All Systems are Go with Arleen Knaub

All Systems are Go with Arleen Knaub
February 22, 2022
The next satellite in the GOES-R series of weather and climate observation spacecraft successfully launched on March 1, 2022. Lockheed Martin is highlighting the incredible women behind the engineering and innovations of the state-of-the-art GOES-T satellite headed toward geostationary orbit this spring.

Earth has an ever-changing and evolving climate that affects the lives of everyone in one way or another. The importance of understanding this evolution is the key to predicting weather patterns, monitoring environmental changes and protecting lives. NOAA’s newest geostationary operational environmental satellite, GOES-T, is the next step in the GOES-R series, which provides advanced imaging and atmospheric measurements, real-time lightning detection, and monitoring of solar activity and space weather.

Arleen Knaub, deputy program manager and chief systems engineer for GOES-T, manages the system engineering team, ensuring that the spacecraft is tested and verified. “That’s really our focus,” Knaub said, “That we’re running the right tests and seeing the right results that satisfies that we can conduct the mission.”

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Weathering the storm

The GOES-R series is an impactful mission because of the precision that was introduced onboard these spacecraft. “The GOES-R series collects so much more  data than the previous series of GOES satellites, Knaub said. “That data combined with machine learning allows for refined weather predictions.” As an example, by using this data the science community and forecasters can predict, within a two-mile radius, where a hurricane will make landfall 48 hours ahead of time, allowing people to prepare and protect themselves and their property.

Knaub said, “They’ve discovered, through a combination of instruments like the advanced baseline imager (ABI) and the geostationary lightning mapper (GLM), that they can determine a storm’s energy and see if it’s going to rapidly intensify, which could produce severe weather conditions.” Being able to provide advanced warning about the possibility of severe weather gives the public a chance to take shelter by using the information that GOES-R series satellites can provide. Since the introduction of these updated instruments onboard this generation of GOES spacecraft, forecasters have been able to more accurately predict where and when severe weather happens, leading to advanced warning that can save lives.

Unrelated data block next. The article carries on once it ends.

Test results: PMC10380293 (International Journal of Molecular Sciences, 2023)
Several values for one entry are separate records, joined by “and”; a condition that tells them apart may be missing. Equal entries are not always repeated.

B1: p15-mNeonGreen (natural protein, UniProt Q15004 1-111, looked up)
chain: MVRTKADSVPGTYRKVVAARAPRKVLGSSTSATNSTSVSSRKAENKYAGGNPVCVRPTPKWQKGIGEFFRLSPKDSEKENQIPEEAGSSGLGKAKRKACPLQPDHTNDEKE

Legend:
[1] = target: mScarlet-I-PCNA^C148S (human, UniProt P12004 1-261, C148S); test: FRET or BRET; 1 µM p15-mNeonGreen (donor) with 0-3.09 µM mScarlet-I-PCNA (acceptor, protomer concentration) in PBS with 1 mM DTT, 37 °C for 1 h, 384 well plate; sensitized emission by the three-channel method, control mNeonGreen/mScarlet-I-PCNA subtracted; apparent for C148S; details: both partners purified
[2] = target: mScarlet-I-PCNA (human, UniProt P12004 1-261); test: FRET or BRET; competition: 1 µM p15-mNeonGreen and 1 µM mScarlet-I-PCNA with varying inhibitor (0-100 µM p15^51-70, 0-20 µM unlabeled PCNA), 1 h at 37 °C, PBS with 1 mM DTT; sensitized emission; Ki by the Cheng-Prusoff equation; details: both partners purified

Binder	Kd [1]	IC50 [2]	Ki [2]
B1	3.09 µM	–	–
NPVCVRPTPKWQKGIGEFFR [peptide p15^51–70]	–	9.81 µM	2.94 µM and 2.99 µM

A charged environment

The GOES-T spacecraft is flying a state-of-the-art magnetometer from NASA Goddard Space Flight Center  an instrument designed to precisely measure the Earth’s magnetic field from space – delivering data that scientists can use to study how it changes over time. By observing the Earth’s magnetic field and how it affects weather, climate and space, scientists can predict potential interruptions in satellite communications, which helps protect space-based assets by providing alerts and warnings to operators and power utilities. “I worked closely with the magnetometer and learned how the instrument works, and I’m fascinated by how important that science is,” Knaub said.

Understanding how the magnetosphere around the Earth evolves may also hold clues about the evolution of other heavenly bodies in our solar system, like Mars. “The thought behind it is that Mars once had a soft core and it had a relatively strong magnetic field,” Knaub said. It is theorized that Mars’ magnetic field protected its atmosphere from solar wind, the continuous flow of charged particles from the sun. “Without the magnetic field the atmosphere will be stripped away, which is why Mars atmosphere is so thin now, after it’s magnetic field weakened over time.” 

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It’s a challenging space

Developing and manufacturing GOES-T, like any spacecraft, is not without its challenges and requires flexibility, patience and teamwork. “GOES-T is really challenging and even though we’re on third out of four spacecraft, we really want to challenge ourselves to do it better because we’re doing it with fewer people due to efficient techniques and working through a pandemic,” Knaub said. When developing GOES-S, the team included 27 system engineers, but with GOES-T that number dropped to 12. Knaub said, “It’s a learning experience for all of us, but there’s plenty for the team to learn to develop their skills as engineers.”

In total, about 200 Lockheed Martin engineers worked on GOES-T.

Even with the hurdle of a smaller team and the development of GOES-T progressing through a global pandemic, the spacecraft was successfully manufactured and will provide key data that will ultimately help save lives. Knaub said, “I’ve really enjoyed all the people that I’ve worked with—being a part of a team that is making something real happen and building something that makes an impact is incredible.”

GOES-T succesfully launched on March 1, 2022. Click here to learn more about the Women of Weather.